What do all of these letters mean? I was wondering the same thing, so I looked it up and am writing up what I found in this post.

It would appear that in linux devices have a prefix and then an identifier. Before I explain the identifiers, I should outline each of the prefixes that I've come across (or looked up) first. You can find them below.

sd*

By far the most common device name prefix that I have come across is sd. This apparently originally stood for SCSI (SATA?) Device, but today it represents any regular block device that can be used for storage. This includes hard drives and flash drives for example.

hd*

The hd prefix originally stood for Hard Disk and was used for IDE drives, but it was dropped as of Linux 2.6.19 and sd* is now used instead.

sr*

sr stands for SCSI ROM and is used for CD / DVD drives (It might be used for blu-rays too, but I don't have one to check. Please post in the comments if you do!). On my machine, I have a number of symbolic links leading back to this drive in my /dev called cdrom, cdrw, dvd, and dvdrw.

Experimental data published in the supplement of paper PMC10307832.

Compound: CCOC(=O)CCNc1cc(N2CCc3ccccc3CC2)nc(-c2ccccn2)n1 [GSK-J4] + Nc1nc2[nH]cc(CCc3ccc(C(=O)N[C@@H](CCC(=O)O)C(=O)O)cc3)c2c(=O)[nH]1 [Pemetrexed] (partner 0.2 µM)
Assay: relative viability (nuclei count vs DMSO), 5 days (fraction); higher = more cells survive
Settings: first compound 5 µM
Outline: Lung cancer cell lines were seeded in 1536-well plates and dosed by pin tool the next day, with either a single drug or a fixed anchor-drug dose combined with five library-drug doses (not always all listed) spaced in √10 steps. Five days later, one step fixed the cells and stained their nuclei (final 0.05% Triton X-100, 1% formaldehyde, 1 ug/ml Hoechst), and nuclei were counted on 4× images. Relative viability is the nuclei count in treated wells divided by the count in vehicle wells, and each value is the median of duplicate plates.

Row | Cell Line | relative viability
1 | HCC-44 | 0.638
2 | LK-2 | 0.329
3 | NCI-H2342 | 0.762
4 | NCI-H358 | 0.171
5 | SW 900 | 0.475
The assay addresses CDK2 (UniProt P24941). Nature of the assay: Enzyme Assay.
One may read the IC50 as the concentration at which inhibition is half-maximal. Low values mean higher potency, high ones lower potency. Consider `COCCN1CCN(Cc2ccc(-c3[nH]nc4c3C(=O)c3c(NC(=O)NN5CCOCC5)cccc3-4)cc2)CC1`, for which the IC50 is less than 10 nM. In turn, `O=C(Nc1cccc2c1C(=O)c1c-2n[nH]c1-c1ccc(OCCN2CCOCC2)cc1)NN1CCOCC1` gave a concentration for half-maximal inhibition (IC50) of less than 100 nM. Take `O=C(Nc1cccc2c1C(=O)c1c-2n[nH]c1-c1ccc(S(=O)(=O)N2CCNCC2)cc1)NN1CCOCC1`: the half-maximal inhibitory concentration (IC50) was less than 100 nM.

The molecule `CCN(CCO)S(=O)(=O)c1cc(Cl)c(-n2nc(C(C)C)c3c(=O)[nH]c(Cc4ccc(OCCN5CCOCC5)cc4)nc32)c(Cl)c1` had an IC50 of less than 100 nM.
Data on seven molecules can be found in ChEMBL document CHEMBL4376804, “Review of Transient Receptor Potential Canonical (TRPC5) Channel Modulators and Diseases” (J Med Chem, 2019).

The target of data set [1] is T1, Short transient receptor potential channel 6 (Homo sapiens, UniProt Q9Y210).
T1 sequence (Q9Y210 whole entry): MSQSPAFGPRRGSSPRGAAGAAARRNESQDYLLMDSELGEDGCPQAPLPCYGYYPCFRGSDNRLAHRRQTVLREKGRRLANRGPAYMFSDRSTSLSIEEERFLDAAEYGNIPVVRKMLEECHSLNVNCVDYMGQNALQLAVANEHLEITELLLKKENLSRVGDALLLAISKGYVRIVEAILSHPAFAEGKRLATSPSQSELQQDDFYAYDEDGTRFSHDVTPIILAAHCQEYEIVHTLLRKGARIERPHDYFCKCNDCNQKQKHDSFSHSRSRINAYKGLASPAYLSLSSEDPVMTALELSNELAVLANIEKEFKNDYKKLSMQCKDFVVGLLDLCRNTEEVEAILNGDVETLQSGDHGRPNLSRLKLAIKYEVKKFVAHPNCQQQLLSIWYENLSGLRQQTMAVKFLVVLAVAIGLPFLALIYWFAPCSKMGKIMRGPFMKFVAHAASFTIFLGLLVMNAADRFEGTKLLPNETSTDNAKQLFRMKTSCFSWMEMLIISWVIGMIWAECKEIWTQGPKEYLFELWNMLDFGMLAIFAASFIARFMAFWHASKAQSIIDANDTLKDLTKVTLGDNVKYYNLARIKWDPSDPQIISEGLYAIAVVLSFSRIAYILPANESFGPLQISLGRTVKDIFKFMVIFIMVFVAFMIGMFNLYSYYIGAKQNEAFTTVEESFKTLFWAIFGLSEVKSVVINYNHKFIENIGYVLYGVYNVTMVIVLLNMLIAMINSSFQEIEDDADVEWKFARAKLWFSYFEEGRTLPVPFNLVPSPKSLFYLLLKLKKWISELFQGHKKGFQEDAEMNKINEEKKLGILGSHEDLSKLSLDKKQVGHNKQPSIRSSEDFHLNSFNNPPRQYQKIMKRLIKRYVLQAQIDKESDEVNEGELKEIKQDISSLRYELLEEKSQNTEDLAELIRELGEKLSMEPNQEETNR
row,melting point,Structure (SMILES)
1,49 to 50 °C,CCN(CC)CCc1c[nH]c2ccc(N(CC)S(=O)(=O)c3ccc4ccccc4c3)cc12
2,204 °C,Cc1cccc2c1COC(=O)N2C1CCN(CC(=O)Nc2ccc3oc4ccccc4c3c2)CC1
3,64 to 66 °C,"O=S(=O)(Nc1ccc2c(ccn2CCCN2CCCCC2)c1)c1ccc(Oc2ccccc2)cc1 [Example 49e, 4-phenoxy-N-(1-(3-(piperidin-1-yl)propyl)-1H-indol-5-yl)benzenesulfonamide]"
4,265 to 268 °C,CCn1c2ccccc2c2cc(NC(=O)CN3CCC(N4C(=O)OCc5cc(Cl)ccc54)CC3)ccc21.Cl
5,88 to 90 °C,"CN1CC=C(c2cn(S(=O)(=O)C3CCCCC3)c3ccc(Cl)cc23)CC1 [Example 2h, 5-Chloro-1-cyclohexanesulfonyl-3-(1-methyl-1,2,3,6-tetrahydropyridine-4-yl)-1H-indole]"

st*

I have not come across a device with this prefix yet. If you have one, please post in the comments below! It stands for SCSI Tape drive.

Identifiers

The numbers and / or letters after the prefix refer to the device number, and, if appropriate, partition on the device. For example, /dev/sdb4 refers to the 4th partition on the 2nd disk, /dev/sr2 refers to the 3rd CD / DVD drive, and /dev/hdc3 refers to the 3rd partition on the 3rd IDE hard drive.

Sources

Mobile Network Types

At the moment I am rather busy with my coursework, but I still have some time to make a quick post.

This is just a small post to tell you about a quick reference I put together in 5 minutes. It tells you what the different types of mobile network are (like HPSA and EDGE) and how fast they should be.

Link: Mobile Network Types

I have also been looking at Windows 10 in a virtual machine, so I will have a (long!) post coming out soon all about my thoughts and suggestions.

Terminal Reference Sheet

While browsing my stackedit markdown documents, I found a reference sheet for the linux terminal. While originally posted on novitiate, I thought that it might be of use to someone on this website too. The reference sheet was originally designed for the raspberry pi, but it works for other bash like shells too :)

You can find it below.

Basic Linux Terminal Reference Sheet

Command Function
ls List the contents of the current directory
cd orange Change the current directory to the sub-folder orange